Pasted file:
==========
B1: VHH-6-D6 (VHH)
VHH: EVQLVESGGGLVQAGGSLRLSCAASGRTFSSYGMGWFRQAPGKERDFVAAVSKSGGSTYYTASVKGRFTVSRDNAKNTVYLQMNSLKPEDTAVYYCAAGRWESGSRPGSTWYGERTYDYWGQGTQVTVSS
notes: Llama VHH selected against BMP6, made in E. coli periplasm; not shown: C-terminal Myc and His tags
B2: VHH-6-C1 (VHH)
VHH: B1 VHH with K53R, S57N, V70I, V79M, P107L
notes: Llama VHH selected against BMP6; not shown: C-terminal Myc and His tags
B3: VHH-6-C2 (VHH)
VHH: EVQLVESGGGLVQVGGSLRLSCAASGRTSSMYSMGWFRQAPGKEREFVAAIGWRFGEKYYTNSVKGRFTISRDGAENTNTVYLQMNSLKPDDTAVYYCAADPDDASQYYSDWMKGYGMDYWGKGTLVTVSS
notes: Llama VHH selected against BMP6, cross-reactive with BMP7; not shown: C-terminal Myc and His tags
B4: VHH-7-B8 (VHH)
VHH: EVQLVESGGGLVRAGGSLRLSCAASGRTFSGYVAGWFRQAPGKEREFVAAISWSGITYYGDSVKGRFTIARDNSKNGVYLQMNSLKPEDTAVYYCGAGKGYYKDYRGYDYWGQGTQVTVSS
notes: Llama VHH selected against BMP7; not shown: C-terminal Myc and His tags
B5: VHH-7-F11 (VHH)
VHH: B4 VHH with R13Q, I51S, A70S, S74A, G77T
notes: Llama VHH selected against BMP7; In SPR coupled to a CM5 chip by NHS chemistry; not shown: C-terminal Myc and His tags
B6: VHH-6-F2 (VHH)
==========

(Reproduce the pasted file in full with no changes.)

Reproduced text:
B1: VHH-6-D6 (VHH)
VHH: EVQLVESGGGLVQAGGSLRLSCAASGRTFSSYGMGWFRQAPGKERDFVAAVSKSGGSTYYTASVKGRFTVSRDNAKNTVYLQMNSLKPEDTAVYYCAAGRWESGSRPGSTWYGERTYDYWGQGTQVTVSS
notes: Llama VHH selected against BMP6, made in E. coli periplasm; not shown: C-terminal Myc and His tags
B2: VHH-6-C1 (VHH)
VHH: B1 VHH with K53R, S57N, V70I, V79M, P107L
notes: Llama VHH selected against BMP6; not shown: C-terminal Myc and His tags
B3: VHH-6-C2 (VHH)
VHH: EVQLVESGGGLVQVGGSLRLSCAASGRTSSMYSMGWFRQAPGKEREFVAAIGWRFGEKYYTNSVKGRFTISRDGAENTNTVYLQMNSLKPDDTAVYYCAADPDDASQYYSDWMKGYGMDYWGKGTLVTVSS
notes: Llama VHH selected against BMP6, cross-reactive with BMP7; not shown: C-terminal Myc and His tags
B4: VHH-7-B8 (VHH)
VHH: EVQLVESGGGLVRAGGSLRLSCAASGRTFSGYVAGWFRQAPGKEREFVAAISWSGITYYGDSVKGRFTIARDNSKNGVYLQMNSLKPEDTAVYYCGAGKGYYKDYRGYDYWGQGTQVTVSS
notes: Llama VHH selected against BMP7; not shown: C-terminal Myc and His tags
B5: VHH-7-F11 (VHH)
VHH: B4 VHH with R13Q, I51S, A70S, S74A, G77T
notes: Llama VHH selected against BMP7; In SPR coupled to a CM5 chip by NHS chemistry; not shown: C-terminal Myc and His tags
B6: VHH-6-F2 (VHH)